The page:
Ricky Wong claims the problem is not about whether HKTV gets a license. It’s about the sudden change in a policy that was established in 1999 saying there is no upper limit on free-to-air TV licenses, and suddenly C. Y. Leung and Exco say there is.
But some came out to protest not just because of television. Actors and actresses marched and spoke alongside legislators and housewives. They called for justice.
I just wish that the government could just really listen to what citizens need and [understand] why they are so upset. In my opinion no one really wants to use the “special Legislative powers” to investigate the decision. We just want the government to address the public on this matter. Although the government issued a 6 page “explanation,” reading it and understanding it, I don’t see a very clear point as to why the license was rejected,” said actress Maggie Cheung Ho-yee.
Many people see the decision as the latest in a long list of policies to further the interests of Beijing.
The South China Morning Post reported two lawmakers were approached by China’s central liaison government office ahead of a key vote the legislative council considered to investigate the license controversy.
This license decision has been widely linked to Beijing’s increasing influence in the special administration of Hong Kong.
Legislator Claudia Mo claims that Beijing gave a direct order to the chief executive to stop Wong from getting a license seeing Wong as an unpredictable maverick who could drive the pro-Beijing station ATV out of business.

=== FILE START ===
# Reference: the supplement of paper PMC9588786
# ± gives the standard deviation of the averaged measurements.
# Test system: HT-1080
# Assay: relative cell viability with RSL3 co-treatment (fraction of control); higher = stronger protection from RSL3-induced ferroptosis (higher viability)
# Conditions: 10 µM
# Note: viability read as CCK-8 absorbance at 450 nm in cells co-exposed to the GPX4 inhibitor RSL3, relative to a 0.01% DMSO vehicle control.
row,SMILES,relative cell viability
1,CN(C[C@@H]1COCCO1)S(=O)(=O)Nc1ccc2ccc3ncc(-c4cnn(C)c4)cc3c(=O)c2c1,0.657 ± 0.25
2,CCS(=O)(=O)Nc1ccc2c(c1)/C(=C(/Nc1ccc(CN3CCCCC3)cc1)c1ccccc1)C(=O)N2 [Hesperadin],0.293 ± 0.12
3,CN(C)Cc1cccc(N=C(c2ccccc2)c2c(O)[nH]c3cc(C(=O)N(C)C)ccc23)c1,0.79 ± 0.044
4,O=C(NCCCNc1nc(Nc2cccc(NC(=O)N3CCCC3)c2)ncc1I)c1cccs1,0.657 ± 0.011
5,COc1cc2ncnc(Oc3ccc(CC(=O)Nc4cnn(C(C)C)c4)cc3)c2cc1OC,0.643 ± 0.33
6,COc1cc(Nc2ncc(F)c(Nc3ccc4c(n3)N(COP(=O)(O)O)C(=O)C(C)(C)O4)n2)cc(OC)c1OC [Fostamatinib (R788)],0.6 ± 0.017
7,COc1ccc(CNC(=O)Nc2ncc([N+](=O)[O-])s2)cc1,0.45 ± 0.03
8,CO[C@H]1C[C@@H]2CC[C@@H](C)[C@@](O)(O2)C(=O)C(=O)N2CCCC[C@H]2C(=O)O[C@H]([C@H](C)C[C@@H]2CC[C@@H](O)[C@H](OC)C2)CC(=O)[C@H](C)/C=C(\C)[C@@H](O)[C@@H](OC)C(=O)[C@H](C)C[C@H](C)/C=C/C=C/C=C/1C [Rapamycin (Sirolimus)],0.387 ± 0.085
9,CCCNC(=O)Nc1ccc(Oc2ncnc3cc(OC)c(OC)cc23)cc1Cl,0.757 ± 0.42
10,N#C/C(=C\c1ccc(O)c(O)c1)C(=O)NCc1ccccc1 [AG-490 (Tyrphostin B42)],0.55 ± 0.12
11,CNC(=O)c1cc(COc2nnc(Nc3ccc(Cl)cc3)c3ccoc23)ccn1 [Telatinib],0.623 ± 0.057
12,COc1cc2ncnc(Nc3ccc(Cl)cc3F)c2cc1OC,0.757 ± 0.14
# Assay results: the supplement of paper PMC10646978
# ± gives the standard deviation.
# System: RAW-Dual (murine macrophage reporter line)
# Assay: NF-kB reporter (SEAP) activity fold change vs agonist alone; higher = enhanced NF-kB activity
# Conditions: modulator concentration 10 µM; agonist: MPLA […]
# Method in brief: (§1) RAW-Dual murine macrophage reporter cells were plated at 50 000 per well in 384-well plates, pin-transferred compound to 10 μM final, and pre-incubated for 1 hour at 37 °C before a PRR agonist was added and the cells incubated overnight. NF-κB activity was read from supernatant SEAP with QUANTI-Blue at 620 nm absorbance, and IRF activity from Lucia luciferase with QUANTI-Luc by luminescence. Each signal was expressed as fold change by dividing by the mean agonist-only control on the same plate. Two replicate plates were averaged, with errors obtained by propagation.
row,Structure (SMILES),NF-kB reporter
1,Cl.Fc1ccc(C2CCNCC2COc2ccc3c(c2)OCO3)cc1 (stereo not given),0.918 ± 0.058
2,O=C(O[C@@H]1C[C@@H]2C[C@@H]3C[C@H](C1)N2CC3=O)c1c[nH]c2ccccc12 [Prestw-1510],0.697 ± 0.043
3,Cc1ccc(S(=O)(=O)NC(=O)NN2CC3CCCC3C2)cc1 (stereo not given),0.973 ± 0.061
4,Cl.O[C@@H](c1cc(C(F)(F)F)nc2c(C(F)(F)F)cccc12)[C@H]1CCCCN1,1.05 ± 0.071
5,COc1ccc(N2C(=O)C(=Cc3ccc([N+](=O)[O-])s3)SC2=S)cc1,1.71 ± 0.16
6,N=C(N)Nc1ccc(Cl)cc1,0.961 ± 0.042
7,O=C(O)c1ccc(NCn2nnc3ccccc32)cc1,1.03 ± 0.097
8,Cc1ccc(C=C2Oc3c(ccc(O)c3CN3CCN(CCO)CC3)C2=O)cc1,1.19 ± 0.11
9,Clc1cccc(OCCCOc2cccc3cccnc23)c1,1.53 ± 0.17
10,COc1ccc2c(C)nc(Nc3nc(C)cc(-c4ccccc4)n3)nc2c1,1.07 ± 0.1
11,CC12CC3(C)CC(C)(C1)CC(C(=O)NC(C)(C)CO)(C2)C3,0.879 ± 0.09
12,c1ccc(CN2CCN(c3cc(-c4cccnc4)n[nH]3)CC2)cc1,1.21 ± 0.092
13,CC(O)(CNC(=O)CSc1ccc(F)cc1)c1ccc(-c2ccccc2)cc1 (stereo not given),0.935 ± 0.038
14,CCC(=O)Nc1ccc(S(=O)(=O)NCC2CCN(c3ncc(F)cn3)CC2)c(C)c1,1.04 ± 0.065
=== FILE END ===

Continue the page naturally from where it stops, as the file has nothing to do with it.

“At Beijing’s behest, it’s Beijing’s order absolutely. We are talking about free TV. You know it’s about ideology and you know the Chinese communist, the need to control the army of ideology,” said Mo.
Hong Kong protests have escalated in recent years – showing increasing dissatisfaction with the appointed Leung administration.
Last year, the Executive Council proposed a mandatory “moral and national education” classes in school aiming to promote a better identification between Hong Kong residents and mainland Chinese. Angry protests scuttled the program and caused the Leung government to delay the start of classes.
Some argued the program was designed to brainwash Hong Kong children into loving Beijing, presenting an imbalanced picture of China’s history such as praising the one-party state.
Many Hong Kong residents are worried the city’s core values are at stake.
Under the “one country, two systems” principle, Hong Kong has clung to its own independent economic, legal and political independence. But citizen confidence is at an all time low.
Hong Kong resident Bob Kraft, a retired pastor, has taken part in many protests involving the chief executive. He thinks there is a disconnect between the government and the people.
“I’d say there is a great discontent among the general population about their living conditions, and their livelihood and their future and they have, what I hear over and over again, just from the public is that they have no voice, they have no avenue to speak out. And how that’s put into place is something that’s very frustrating to them, so they have become angry, they’ve become discontented, and they want to speak out,” said Kraft.
As the anger and discontent grow towards government policy, what will happen to Hong Kong?